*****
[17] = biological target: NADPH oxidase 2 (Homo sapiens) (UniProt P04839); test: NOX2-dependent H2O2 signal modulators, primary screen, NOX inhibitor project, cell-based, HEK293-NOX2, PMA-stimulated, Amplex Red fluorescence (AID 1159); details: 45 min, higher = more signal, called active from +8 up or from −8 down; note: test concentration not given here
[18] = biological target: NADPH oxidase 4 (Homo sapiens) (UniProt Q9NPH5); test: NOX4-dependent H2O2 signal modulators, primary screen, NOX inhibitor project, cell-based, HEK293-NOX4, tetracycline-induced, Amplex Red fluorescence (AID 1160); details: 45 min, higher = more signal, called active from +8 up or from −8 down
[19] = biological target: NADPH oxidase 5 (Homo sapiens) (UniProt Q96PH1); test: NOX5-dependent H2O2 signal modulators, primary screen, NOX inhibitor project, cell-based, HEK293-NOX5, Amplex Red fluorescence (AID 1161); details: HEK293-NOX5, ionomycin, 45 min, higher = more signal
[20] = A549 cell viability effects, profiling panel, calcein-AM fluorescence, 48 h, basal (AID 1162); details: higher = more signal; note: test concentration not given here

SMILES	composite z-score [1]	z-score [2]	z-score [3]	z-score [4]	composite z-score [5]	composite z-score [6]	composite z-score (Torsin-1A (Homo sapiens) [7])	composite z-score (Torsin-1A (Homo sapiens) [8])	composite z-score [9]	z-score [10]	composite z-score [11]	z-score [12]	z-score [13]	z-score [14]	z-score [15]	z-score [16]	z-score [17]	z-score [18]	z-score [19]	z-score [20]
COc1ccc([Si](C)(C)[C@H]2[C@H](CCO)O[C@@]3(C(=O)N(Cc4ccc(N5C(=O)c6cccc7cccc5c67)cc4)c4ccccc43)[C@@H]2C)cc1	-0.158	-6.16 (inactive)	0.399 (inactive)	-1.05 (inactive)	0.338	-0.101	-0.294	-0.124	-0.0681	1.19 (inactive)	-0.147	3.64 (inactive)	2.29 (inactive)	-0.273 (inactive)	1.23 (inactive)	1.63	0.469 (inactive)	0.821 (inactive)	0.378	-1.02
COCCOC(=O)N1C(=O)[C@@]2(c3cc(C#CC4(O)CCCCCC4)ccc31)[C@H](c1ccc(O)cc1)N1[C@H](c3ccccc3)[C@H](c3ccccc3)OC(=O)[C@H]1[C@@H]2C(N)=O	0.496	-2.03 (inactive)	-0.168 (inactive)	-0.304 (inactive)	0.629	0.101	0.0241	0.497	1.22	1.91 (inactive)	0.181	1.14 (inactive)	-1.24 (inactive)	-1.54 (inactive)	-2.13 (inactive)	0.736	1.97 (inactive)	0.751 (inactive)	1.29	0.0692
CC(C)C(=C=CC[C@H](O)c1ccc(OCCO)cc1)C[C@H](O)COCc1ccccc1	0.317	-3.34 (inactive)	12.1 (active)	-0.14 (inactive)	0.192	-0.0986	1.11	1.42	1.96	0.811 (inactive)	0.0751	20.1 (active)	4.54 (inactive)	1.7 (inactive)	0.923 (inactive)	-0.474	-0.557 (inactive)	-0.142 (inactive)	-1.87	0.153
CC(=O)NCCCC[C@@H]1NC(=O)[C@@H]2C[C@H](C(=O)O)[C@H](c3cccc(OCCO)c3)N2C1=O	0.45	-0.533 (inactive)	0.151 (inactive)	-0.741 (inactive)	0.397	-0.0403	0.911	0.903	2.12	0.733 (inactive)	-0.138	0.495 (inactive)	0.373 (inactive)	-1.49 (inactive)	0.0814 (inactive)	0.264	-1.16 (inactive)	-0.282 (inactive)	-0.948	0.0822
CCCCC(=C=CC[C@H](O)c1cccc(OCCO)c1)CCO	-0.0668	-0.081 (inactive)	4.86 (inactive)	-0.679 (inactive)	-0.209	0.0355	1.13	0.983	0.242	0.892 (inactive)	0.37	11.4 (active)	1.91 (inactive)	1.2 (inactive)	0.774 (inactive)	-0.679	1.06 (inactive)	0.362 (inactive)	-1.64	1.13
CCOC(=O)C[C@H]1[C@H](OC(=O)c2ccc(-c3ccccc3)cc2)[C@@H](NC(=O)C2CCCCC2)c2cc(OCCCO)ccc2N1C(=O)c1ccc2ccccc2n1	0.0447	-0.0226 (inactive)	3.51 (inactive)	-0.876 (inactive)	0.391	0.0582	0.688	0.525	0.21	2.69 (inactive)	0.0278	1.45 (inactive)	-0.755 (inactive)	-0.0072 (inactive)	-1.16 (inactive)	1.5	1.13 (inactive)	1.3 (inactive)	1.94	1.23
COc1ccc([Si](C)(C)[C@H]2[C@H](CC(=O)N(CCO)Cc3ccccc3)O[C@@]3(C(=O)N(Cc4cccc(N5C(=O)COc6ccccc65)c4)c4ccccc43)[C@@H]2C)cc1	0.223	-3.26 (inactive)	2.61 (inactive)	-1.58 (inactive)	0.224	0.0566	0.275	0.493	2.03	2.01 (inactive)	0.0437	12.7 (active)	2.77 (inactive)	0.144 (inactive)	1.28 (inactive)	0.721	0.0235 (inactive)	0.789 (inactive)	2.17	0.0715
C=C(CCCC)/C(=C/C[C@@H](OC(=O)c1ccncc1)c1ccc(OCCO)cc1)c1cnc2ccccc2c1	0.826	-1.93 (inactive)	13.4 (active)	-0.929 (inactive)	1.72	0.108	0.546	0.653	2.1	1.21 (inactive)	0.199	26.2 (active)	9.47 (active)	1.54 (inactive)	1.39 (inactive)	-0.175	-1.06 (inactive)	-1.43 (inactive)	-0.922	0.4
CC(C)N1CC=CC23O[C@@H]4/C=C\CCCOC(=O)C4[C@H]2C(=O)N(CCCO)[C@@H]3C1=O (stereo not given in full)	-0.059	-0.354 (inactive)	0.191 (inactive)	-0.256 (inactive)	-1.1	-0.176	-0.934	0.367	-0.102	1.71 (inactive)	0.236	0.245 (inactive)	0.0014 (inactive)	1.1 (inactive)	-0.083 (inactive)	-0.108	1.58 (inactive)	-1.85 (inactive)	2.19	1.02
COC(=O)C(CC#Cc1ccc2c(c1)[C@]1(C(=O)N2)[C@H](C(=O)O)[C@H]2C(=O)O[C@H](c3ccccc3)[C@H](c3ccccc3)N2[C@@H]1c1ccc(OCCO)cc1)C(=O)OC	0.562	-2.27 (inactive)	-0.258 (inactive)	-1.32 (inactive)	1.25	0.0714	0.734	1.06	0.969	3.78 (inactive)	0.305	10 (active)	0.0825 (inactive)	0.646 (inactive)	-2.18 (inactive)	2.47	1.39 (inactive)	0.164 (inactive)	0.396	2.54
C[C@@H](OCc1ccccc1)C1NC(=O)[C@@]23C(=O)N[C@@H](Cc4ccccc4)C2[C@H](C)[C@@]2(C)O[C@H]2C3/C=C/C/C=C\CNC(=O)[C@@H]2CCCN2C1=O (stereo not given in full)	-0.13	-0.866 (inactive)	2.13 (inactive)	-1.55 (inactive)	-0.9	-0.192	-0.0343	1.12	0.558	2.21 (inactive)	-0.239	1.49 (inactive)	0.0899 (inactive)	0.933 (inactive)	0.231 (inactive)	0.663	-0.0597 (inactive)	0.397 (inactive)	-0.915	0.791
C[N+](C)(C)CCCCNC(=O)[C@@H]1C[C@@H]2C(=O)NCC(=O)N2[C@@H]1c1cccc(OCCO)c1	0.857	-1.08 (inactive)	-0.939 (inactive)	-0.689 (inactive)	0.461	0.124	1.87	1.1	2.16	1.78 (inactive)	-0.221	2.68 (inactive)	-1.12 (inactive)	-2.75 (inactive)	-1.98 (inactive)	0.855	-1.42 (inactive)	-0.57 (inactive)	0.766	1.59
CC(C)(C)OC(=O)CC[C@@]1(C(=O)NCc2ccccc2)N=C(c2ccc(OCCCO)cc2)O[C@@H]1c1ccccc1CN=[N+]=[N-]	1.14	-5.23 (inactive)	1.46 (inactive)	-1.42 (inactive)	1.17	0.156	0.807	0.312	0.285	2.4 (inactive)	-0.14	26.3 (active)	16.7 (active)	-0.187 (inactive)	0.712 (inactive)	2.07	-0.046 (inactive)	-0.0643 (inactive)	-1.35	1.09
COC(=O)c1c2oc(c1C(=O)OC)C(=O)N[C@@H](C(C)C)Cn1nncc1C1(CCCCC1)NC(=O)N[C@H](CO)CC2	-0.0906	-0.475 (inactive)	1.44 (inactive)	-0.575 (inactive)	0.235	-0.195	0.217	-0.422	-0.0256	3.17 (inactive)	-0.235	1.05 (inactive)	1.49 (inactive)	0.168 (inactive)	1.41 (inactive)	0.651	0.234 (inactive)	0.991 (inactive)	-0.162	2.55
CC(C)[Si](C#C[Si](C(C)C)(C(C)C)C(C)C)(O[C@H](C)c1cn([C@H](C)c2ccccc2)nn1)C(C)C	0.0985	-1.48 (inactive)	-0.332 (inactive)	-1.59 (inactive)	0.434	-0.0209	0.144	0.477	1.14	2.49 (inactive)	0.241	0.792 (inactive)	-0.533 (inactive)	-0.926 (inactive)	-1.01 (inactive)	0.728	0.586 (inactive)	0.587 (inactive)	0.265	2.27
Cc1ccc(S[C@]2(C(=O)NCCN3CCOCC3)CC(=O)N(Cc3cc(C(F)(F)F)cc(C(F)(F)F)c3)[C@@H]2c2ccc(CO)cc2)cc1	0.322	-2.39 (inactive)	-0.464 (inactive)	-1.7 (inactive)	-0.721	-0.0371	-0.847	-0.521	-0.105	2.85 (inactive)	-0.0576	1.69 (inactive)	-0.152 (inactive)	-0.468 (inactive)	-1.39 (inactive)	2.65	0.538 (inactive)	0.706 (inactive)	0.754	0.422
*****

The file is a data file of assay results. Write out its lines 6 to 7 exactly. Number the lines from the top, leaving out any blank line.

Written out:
COc1ccc([Si](C)(C)[C@H]2[C@H](CCO)O[C@@]3(C(=O)N(Cc4ccc(N5C(=O)c6cccc7cccc5c67)cc4)c4ccccc43)[C@@H]2C)cc1	-0.158	-6.16 (inactive)	0.399 (inactive)	-1.05 (inactive)	0.338	-0.101	-0.294	-0.124	-0.0681	1.19 (inactive)	-0.147	3.64 (inactive)	2.29 (inactive)	-0.273 (inactive)	1.23 (inactive)	1.63	0.469 (inactive)	0.821 (inactive)	0.378	-1.02
COCCOC(=O)N1C(=O)[C@@]2(c3cc(C#CC4(O)CCCCCC4)ccc31)[C@H](c1ccc(O)cc1)N1[C@H](c3ccccc3)[C@H](c3ccccc3)OC(=O)[C@H]1[C@@H]2C(N)=O	0.496	-2.03 (inactive)	-0.168 (inactive)	-0.304 (inactive)	0.629	0.101	0.0241	0.497	1.22	1.91 (inactive)	0.181	1.14 (inactive)	-1.24 (inactive)	-1.54 (inactive)	-2.13 (inactive)	0.736	1.97 (inactive)	0.751 (inactive)	1.29	0.0692